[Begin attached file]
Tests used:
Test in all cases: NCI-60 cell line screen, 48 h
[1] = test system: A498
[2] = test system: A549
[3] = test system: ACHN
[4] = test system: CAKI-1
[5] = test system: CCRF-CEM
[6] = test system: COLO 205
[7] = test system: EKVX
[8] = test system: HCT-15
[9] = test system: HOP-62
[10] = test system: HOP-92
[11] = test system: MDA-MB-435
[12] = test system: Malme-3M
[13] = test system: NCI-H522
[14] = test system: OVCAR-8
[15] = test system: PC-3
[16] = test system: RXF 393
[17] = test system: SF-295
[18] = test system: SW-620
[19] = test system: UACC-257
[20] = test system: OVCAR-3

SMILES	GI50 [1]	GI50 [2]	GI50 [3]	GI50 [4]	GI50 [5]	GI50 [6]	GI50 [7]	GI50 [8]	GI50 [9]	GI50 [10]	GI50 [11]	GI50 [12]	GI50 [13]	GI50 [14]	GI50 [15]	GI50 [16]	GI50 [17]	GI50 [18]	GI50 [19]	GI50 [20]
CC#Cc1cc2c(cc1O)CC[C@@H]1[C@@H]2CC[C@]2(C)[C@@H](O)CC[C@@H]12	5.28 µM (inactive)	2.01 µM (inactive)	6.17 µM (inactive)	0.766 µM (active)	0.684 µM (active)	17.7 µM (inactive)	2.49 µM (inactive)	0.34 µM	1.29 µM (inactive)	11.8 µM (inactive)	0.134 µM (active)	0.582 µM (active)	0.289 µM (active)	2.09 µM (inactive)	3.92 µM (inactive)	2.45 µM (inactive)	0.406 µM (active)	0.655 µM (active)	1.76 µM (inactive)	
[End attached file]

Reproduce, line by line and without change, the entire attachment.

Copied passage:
Tests used:
Test in all cases: NCI-60 cell line screen, 48 h
[1] = test system: A498
[2] = test system: A549
[3] = test system: ACHN
[4] = test system: CAKI-1
[5] = test system: CCRF-CEM
[6] = test system: COLO 205
[7] = test system: EKVX
[8] = test system: HCT-15
[9] = test system: HOP-62
[10] = test system: HOP-92
[11] = test system: MDA-MB-435
[12] = test system: Malme-3M
[13] = test system: NCI-H522
[14] = test system: OVCAR-8
[15] = test system: PC-3
[16] = test system: RXF 393
[17] = test system: SF-295
[18] = test system: SW-620
[19] = test system: UACC-257
[20] = test system: OVCAR-3

SMILES	GI50 [1]	GI50 [2]	GI50 [3]	GI50 [4]	GI50 [5]	GI50 [6]	GI50 [7]	GI50 [8]	GI50 [9]	GI50 [10]	GI50 [11]	GI50 [12]	GI50 [13]	GI50 [14]	GI50 [15]	GI50 [16]	GI50 [17]	GI50 [18]	GI50 [19]	GI50 [20]
CC#Cc1cc2c(cc1O)CC[C@@H]1[C@@H]2CC[C@]2(C)[C@@H](O)CC[C@@H]12	5.28 µM (inactive)	2.01 µM (inactive)	6.17 µM (inactive)	0.766 µM (active)	0.684 µM (active)	17.7 µM (inactive)	2.49 µM (inactive)	0.34 µM	1.29 µM (inactive)	11.8 µM (inactive)	0.134 µM (active)	0.582 µM (active)	0.289 µM (active)	2.09 µM (inactive)	3.92 µM (inactive)	2.45 µM (inactive)	0.406 µM (active)	0.655 µM (active)	1.76 µM (inactive)	